Making the right renovation decisions can help you sell your house quicker, and for more money.
Planning to sell your house this year? Remodeling can mean the difference between "for sale" and "sold." But before you tear the whole place apart, be certain you're investing in upgrades for which you'll see a return. Top tips from Bneevige Renovation can help you identify the home improvements likely to pay you back.
The most frequently used and commented upon room in your house is the kitchen, and that makes it your number-one renovation priority. Since an up-to-date kitchen helps entice homebuyers, money you spend in this space can usually be expected to find its way back into your wallet.
Even small, low-cost improvement projects can change the face of your home more dramatically than you might expect. For example, a fresh coat of paint will transform the character of a room. Likewise, adding new plants to the front yard greatly enhances curb appeal, and it's important that your home make the best possible first impression.
Keep your eye on what's working for others. Market trends may provide clues as to whether buyers will respond to a remodeling effort you're pondering. Data suggests, for example, that homebuyers are hot on modern bathrooms but lukewarm on home theaters. Also trending are open floor plans and water-conserving landscaping.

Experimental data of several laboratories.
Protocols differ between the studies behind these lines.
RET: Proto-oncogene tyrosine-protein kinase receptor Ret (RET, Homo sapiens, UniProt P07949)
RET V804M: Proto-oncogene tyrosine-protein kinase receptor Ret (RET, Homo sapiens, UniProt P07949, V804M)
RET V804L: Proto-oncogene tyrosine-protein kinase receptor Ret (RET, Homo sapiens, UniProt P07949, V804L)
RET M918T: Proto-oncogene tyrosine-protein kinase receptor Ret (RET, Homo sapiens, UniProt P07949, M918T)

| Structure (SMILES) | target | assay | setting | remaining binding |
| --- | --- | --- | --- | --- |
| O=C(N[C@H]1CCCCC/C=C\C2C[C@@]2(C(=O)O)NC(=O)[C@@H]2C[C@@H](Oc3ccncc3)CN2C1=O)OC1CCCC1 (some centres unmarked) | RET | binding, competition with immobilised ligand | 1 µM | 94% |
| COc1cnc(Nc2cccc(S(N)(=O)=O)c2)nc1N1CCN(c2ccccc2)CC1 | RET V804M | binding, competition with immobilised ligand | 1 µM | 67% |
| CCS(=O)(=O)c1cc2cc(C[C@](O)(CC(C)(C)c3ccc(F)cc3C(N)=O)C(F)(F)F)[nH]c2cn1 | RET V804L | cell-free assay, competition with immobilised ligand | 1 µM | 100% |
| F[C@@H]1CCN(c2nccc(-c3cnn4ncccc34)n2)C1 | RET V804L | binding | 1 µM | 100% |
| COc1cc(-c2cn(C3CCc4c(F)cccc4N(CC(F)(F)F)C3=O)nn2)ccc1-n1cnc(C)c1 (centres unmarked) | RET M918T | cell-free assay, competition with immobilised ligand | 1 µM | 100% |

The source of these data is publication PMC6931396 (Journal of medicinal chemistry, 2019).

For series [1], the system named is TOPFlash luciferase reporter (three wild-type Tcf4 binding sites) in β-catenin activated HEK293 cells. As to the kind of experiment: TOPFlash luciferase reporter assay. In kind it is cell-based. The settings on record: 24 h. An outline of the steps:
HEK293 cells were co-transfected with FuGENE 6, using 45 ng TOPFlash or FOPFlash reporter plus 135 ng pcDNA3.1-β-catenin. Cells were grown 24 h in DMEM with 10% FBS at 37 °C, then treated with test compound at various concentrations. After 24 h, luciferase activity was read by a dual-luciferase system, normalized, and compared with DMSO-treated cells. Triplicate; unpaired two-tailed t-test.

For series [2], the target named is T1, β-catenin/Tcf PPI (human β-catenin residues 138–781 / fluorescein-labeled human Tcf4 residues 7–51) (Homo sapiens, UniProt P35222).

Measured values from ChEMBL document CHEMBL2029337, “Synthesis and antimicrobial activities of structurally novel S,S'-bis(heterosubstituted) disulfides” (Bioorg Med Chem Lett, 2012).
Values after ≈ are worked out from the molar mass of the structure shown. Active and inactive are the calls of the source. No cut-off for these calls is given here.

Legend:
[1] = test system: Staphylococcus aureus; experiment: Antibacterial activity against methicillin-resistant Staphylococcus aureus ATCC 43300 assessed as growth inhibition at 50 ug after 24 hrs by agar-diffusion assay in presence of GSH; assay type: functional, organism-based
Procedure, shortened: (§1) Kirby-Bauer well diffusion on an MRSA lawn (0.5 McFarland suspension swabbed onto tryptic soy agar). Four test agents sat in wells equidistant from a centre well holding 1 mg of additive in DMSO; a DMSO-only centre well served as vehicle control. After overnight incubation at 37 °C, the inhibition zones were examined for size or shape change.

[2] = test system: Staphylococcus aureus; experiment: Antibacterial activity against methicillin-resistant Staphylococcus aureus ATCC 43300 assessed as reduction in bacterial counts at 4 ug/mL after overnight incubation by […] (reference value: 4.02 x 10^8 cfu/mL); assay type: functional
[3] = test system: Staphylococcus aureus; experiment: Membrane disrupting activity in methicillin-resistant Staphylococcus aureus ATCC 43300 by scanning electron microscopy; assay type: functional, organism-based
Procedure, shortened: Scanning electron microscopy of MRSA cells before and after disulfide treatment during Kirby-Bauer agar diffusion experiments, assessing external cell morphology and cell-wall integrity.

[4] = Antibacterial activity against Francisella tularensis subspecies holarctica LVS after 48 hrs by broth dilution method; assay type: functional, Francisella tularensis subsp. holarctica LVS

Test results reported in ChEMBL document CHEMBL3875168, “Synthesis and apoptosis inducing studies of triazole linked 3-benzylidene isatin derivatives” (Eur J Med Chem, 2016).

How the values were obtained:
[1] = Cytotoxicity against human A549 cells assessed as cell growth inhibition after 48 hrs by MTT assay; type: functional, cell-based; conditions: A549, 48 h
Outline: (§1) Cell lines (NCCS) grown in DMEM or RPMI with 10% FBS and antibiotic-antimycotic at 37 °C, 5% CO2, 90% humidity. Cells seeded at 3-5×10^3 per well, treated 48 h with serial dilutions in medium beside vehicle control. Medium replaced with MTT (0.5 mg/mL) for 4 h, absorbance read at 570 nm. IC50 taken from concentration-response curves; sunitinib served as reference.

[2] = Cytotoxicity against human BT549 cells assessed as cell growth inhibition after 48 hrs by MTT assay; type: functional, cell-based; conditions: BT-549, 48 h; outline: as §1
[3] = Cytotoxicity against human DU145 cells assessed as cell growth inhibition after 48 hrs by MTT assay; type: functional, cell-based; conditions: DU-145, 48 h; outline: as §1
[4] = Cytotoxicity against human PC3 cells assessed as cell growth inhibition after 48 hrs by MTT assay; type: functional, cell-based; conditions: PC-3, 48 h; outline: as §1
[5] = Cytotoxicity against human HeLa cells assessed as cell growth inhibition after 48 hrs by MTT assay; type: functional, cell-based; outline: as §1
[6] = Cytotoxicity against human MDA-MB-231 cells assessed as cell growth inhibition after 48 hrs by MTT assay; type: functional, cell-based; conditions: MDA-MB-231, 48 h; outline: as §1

In trying to sell your home, appeal to the largest number of potential buyers you can. Hold off on painting the dining room a bold color, no matter how much you might love that shade of purple. Opt instead for an earth tone. Not only do neutral colors help buyers visualize themselves permanently living in a home that's on the market, but subdued tones also easier to paint over.
Do a little reconnaissance. Check out other homes in your neighborhood that have recently sold, paying special attention to those features that buyers have found most appealing. Knowing the details of how other sellers have been successful will help you determine which areas of your home deserve your attention first.
Don't get caught in the home improvement trap of shelling out remodeling dollars you won't make back upon resale. To be sure you're spending wisely, ask a real estate professional for advice on whether or not to pursue a particular renovation you may be considering.
Know your limitations and avoid having to pay a contractor to fix your mistakes. If you're not 100% sure you can handle a project, seek a helping hand at the outset. Doing so is likely to save you time, money, and heartache in the long run. As always, hire only contractors for any home improvement project you decide on tackling.
If you're interested in making renovations to sell your homes, consider us for your next project.